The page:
You will need to include a specimen of your mark along with the application. A specimen is documentary evidence of your actual use of the trademark.

If you have not yet begun to use the name in commerce, you can file an “intent to use” application. You will still have to file a statement of use, along with a specimen image, at some point, but filing an intent-to-use application gives you more time to do it.

Examination, publication and opposition

After filing your application and specimen images, a trademark examiner will review your application for completeness and eligibility for registration. If there is a problem, you will receive an “office action.” You will then have a specified period of time in which to correct the problem and respond. If your application is not rejected at this stage, it will be published in the Trademark Office’s Official Gazette. Anyone opposing registration of your mark will then have a specified period of time in which to object. If an objection is filed, an opposition proceeding is commenced. An opposition proceeding is similar to a civil lawsuit, in that each party files pleadings, conducts discovery, and may make motions. An opposition proceeding can delay the registration process considerably, sometimes for years.

Issuance of a registration number and certificate

If your application is not rejected at the examination stage, and if it is not successfully opposed after publication in the Official Gazette, then your mark will be assigned a registration number and you will be issued a registration certificate.

Trademark registration only provides protection within the geographic region in which the mark is registered. A mark that is registered with the USPTO does not protect your trademark rights in other countries. If your band begins to tour internationally, or if you start selling your wares in other countries, you will need to register your band’s name in those countries to protect your trademark rights there.

After a registration certificate issues, it is your responsibility to police it, i.e., monitor the marketplace to ensure that no on is infringing it. It is also your responsibility to ensure that it is renewed at the proper times.

Should you hire an attorney?

While it is possible to register a trademark without an attorney, the USPTO recommends that you use one. There are good reasons for that. A trademark attorney can help you avoid wasting a lot of time and non-refundable filing fees trying to register an ineligible mark. Also, if your application contains even a single minor mistake, it can take many months for the USPTO to let you know, and it can take many more months after that for the USPTO to let you know if the problem has been corrected. An attorney familiar with trademark laws and the Trademark Office’s examining procedures should get the application right the first time.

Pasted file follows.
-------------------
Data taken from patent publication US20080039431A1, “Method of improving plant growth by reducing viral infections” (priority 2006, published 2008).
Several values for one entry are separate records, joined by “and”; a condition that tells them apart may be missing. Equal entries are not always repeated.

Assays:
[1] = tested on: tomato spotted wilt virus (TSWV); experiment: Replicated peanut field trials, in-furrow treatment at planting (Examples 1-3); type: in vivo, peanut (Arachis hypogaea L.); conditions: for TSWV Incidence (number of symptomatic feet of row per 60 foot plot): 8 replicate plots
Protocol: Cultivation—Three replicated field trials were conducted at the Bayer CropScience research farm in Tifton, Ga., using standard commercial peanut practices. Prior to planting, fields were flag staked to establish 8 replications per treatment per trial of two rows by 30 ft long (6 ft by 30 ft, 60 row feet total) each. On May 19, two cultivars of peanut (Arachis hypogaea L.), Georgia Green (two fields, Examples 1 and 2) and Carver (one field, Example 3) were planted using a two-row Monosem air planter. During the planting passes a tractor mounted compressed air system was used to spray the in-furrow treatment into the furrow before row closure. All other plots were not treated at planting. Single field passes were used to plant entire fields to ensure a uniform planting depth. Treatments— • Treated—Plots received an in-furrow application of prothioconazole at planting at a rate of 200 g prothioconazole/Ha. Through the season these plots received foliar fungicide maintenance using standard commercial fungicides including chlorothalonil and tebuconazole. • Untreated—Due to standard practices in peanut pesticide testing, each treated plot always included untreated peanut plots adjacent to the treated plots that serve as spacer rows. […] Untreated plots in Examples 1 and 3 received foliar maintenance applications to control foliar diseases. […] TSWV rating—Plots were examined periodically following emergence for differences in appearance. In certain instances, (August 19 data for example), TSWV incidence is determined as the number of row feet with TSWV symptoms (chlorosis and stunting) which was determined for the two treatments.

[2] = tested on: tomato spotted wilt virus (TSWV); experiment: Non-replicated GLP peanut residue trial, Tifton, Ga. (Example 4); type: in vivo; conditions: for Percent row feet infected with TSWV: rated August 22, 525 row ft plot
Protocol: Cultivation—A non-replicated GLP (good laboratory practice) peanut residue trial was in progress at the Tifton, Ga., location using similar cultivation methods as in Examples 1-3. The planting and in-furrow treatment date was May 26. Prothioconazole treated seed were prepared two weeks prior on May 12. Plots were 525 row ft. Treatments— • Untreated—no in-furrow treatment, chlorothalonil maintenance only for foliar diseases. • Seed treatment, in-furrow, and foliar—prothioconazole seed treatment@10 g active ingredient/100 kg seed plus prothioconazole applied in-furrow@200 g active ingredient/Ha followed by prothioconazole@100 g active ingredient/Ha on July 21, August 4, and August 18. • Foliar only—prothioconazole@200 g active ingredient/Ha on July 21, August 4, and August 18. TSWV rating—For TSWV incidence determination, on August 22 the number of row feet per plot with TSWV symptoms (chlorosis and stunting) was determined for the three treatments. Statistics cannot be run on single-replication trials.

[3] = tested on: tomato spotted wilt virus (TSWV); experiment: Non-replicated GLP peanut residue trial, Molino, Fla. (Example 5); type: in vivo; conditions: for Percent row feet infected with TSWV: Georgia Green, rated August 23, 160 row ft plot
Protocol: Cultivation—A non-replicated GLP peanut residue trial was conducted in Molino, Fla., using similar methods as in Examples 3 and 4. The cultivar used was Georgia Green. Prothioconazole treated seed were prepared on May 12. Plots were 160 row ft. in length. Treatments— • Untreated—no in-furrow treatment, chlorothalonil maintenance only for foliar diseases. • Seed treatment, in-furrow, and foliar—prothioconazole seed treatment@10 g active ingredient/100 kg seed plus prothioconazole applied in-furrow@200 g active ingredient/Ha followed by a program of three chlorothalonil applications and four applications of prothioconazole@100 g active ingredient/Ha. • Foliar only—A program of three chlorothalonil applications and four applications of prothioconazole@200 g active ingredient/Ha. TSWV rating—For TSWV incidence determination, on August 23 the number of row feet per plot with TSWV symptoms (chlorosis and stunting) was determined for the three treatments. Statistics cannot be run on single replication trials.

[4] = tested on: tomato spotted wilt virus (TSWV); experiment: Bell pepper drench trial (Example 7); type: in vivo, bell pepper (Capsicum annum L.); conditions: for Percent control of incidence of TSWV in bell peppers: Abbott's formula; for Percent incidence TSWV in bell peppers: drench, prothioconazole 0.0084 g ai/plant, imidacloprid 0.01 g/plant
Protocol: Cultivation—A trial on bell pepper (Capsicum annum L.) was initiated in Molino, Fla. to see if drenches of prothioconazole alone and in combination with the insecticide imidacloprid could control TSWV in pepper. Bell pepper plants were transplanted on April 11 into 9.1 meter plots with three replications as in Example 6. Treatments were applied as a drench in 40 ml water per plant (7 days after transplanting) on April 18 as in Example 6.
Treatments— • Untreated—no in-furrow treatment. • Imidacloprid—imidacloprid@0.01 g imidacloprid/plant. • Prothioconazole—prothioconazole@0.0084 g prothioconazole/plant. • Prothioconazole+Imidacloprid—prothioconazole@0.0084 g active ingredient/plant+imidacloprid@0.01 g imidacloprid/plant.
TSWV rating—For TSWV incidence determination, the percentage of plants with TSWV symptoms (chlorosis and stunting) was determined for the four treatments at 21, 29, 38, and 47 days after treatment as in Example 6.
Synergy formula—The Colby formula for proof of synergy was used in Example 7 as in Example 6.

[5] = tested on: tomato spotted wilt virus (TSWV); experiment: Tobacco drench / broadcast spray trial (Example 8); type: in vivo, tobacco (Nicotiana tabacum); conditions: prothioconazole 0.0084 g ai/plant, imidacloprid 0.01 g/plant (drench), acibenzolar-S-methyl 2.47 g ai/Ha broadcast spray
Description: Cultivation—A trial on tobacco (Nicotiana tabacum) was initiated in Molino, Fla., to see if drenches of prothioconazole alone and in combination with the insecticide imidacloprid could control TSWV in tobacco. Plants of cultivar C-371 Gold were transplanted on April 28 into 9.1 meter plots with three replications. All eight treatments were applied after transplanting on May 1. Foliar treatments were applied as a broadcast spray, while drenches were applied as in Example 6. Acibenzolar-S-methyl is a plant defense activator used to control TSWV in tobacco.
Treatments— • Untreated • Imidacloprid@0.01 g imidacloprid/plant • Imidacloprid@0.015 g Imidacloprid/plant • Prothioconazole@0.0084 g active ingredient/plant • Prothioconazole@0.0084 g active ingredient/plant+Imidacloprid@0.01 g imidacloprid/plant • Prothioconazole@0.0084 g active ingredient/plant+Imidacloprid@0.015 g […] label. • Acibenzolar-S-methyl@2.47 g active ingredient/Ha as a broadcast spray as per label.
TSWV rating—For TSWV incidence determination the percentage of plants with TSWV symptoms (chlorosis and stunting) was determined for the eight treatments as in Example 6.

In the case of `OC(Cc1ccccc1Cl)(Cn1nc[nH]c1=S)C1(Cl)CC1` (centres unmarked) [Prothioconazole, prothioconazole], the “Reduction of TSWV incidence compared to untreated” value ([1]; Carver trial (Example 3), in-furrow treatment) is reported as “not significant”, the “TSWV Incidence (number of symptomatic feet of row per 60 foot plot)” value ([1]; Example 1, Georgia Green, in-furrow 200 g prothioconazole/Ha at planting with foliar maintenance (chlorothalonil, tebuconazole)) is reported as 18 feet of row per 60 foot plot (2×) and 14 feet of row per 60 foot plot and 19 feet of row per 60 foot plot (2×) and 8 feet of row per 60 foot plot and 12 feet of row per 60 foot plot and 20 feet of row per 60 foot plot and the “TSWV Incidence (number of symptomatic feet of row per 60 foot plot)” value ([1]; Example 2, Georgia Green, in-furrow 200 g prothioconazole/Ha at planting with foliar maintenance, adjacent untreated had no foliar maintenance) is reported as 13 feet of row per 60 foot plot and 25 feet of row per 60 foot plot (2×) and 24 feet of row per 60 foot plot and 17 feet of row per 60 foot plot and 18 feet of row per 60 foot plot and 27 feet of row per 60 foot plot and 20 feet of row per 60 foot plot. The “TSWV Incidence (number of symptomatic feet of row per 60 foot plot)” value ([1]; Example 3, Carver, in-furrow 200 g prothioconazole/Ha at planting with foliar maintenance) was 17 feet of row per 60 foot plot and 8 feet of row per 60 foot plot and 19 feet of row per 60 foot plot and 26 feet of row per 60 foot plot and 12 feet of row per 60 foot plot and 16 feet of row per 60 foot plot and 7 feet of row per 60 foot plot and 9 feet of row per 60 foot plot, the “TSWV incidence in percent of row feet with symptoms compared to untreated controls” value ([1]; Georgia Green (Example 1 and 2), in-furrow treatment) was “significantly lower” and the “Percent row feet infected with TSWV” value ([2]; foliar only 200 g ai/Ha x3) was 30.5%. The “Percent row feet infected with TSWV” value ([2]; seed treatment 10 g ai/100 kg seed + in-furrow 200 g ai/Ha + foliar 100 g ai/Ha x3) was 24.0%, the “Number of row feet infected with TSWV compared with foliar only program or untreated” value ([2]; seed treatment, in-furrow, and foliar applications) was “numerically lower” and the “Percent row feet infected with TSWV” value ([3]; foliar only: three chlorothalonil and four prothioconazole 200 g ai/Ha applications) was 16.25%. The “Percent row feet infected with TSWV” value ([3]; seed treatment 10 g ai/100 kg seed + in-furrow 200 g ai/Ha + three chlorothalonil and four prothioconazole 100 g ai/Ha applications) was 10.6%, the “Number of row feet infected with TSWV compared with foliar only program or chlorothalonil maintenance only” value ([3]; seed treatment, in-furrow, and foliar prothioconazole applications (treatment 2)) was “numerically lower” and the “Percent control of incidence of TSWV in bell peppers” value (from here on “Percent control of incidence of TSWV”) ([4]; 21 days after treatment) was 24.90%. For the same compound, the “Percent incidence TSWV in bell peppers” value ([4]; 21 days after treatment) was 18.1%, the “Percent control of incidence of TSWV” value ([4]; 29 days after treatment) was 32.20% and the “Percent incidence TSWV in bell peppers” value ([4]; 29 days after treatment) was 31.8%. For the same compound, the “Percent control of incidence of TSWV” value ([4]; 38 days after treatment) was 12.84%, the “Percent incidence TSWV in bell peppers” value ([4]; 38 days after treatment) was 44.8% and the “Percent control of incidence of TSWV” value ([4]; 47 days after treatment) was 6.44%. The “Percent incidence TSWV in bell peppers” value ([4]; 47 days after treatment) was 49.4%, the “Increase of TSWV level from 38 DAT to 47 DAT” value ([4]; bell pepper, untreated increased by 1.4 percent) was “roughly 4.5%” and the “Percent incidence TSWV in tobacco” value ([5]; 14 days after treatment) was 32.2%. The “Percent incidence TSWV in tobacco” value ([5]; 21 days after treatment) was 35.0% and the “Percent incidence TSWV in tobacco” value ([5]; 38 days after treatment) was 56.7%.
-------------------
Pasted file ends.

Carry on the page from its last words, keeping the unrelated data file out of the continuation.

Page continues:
Trademark protection for your band’s name is one place where the old adage, “An ounce of prevention is worth a pound of cure” is true. It is one of the first things you should do once you make the decision to seek a wider audience for your band’s music than the neighbors living next to your garage.

This article does not constitute legal advice. It is only background discussion about trademark issues. If you have any questions or concerns, it is strongly recommended that you contact a lawyer.

Tom James is a licensed attorney admitted to practice before the Trademark Trials and Appeals Board, Minnesota state and federal courts, and the Federal Circuit Court of Appeals in Washington, D.C. Although he will be the first to admit his musical ability leaves quite a bit to be desired, he has considerable expertise in the area of trademark law, and enjoys helping musicians, artists and writers protect their trademarks and copyrights. You can contact him at tom@tomjameslaw.com, or visit his website at http://www.tomjameslaw.com.